Google recently announced that they are going the change the appearance of display URLs in AdWords ads. That change has taken effect.
Google made the announcement in their Inside AdWords blog in a post entitled, Change in appearance in search ad display URLs on January 10, 2011. The change is rather simple. Capitalized words will no longer be allowed in the domain name in the display URL used with an AdWords ad.
The change is automated, so AdWords account owners and managers do not have to change anything in their current accounts. The change affects the domain name and subdomains in the display URL, but does not affect directory names or web page file names.
Google states that their testing found that they were able to improve user metrics, including click-through-rates (CTRs), by eliminating capitalized words.
There are two URLs used in an AdWords ad. The display URL is the URL that displays in the ad. The destination URL is the actual URL of the landing page. The display URL is not always the same as the destination URL. The most common form of the display URL is to simply use the URL of the site’s home page.
Smart marketers have always capitalized the words in the domain name used in display URLs. Many studies have shown that capitalization visually segments the words in a domain name, which makes it easier to read and easier to remember. For example, www.TopRankSolutions.com is easier to read and remember than www.topranksolutions.com.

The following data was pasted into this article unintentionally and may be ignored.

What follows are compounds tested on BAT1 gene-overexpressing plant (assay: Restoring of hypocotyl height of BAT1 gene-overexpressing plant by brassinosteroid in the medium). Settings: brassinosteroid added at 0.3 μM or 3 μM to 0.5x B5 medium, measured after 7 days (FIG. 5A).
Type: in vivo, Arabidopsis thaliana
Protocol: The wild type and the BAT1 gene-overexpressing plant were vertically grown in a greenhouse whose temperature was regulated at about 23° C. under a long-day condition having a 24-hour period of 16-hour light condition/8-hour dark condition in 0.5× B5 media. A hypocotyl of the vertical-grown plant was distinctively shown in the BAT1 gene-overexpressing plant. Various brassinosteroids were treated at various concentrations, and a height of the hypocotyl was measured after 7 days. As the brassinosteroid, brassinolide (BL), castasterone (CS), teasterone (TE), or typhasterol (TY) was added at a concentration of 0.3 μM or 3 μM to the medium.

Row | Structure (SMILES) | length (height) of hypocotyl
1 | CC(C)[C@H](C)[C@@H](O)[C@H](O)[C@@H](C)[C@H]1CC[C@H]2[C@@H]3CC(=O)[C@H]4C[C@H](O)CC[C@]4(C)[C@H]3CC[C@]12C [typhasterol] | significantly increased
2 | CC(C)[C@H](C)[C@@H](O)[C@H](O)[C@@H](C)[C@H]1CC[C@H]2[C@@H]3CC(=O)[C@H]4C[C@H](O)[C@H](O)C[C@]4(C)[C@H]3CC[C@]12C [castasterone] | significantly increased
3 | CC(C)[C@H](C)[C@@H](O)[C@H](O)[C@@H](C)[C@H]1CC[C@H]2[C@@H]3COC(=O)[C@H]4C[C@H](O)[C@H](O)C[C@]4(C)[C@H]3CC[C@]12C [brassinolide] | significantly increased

So why the change? For the past several years we have noticed that sales for e-commerce sites almost always increase with the use of AdWords advertising. That part should be expected. However, sales are frequently much higher than what we can account for though the conversion tracking feature in AdWords. This would logically mean that AdWords is driving more business than what AdWords is reporting.
Our speculation has been that a growing number of users are adverse to clicking on ads. They may actually be entering URLs manually and going direct to sites, rather than via AdWords advertising. This is easier to do when words in domains are capitalized, which–once again-makes them easier to read and more memorable.
When capitalization is removed from the domain name portion of display URL, users may be more prone to simply clicking on the ad, rather than trying to dissect and enter the site’s URL. The result of this would be a higher click-through-rate. It would also result in higher costs for AdWords advertisers.